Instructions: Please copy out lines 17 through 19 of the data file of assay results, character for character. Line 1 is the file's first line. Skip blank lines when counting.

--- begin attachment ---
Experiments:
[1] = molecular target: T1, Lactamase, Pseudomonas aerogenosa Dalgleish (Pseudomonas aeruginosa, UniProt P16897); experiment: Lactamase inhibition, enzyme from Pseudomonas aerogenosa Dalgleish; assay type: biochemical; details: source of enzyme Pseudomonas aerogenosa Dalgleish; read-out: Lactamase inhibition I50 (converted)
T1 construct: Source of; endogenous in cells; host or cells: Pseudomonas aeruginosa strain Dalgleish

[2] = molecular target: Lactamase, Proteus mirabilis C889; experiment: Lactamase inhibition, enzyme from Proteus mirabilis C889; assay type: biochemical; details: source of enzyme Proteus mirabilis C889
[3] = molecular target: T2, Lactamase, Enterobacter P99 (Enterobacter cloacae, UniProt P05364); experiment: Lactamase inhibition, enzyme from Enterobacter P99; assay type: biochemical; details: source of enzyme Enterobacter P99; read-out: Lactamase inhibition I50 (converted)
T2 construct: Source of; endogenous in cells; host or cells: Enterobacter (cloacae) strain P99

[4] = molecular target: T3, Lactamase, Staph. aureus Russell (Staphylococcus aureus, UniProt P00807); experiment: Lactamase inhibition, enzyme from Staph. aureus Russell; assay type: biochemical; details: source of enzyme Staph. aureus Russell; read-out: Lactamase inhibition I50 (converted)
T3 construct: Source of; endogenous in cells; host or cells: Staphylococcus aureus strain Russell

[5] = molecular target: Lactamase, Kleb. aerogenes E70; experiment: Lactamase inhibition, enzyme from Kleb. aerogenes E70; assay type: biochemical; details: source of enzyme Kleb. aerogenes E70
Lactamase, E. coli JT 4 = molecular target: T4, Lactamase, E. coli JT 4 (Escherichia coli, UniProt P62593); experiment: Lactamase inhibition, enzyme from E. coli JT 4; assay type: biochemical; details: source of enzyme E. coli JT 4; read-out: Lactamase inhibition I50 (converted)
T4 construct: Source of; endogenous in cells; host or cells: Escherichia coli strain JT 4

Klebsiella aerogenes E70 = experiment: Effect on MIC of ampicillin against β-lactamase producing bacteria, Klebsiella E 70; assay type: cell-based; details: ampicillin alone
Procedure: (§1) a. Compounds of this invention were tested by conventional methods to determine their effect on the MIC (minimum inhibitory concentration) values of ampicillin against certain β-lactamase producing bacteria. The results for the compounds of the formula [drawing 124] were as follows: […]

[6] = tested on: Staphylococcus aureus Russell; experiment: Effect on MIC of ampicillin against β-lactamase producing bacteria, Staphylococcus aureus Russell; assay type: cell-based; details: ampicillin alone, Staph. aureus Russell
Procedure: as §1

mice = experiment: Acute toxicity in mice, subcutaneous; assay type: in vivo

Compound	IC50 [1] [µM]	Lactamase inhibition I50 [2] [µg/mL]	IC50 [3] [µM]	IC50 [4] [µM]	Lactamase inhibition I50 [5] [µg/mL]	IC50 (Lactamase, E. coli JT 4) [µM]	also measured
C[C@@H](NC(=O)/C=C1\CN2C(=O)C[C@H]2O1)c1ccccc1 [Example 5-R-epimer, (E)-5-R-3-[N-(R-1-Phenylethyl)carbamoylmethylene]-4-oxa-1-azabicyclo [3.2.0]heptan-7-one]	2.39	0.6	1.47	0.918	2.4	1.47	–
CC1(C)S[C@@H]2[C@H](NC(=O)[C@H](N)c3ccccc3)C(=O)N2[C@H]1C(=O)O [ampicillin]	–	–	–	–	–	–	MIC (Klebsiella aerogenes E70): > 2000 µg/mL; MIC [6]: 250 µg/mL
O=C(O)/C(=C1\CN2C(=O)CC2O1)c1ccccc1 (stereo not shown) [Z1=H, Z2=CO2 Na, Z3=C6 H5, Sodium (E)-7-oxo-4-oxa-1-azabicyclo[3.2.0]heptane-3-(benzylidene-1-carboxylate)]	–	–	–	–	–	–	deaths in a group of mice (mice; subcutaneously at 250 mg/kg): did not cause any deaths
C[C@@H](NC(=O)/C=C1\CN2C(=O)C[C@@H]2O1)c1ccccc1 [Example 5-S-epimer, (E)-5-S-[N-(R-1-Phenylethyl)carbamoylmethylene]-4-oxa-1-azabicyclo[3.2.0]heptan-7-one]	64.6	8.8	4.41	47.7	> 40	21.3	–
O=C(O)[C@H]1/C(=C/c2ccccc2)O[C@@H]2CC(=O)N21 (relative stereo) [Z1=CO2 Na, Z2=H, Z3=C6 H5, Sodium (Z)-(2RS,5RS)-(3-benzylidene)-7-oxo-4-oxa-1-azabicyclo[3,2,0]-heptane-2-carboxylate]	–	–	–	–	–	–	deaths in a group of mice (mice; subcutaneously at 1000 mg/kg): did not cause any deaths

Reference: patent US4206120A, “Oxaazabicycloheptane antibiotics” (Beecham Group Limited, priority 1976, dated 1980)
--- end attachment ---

Compound	IC50 [1] [µM]	Lactamase inhibition I50 [2] [µg/mL]	IC50 [3] [µM]	IC50 [4] [µM]	Lactamase inhibition I50 [5] [µg/mL]	IC50 (Lactamase, E. coli JT 4) [µM]	also measured
C[C@@H](NC(=O)/C=C1\CN2C(=O)C[C@H]2O1)c1ccccc1 [Example 5-R-epimer, (E)-5-R-3-[N-(R-1-Phenylethyl)carbamoylmethylene]-4-oxa-1-azabicyclo [3.2.0]heptan-7-one]	2.39	0.6	1.47	0.918	2.4	1.47	–
CC1(C)S[C@@H]2[C@H](NC(=O)[C@H](N)c3ccccc3)C(=O)N2[C@H]1C(=O)O [ampicillin]	–	–	–	–	–	–	MIC (Klebsiella aerogenes E70): > 2000 µg/mL; MIC [6]: 250 µg/mL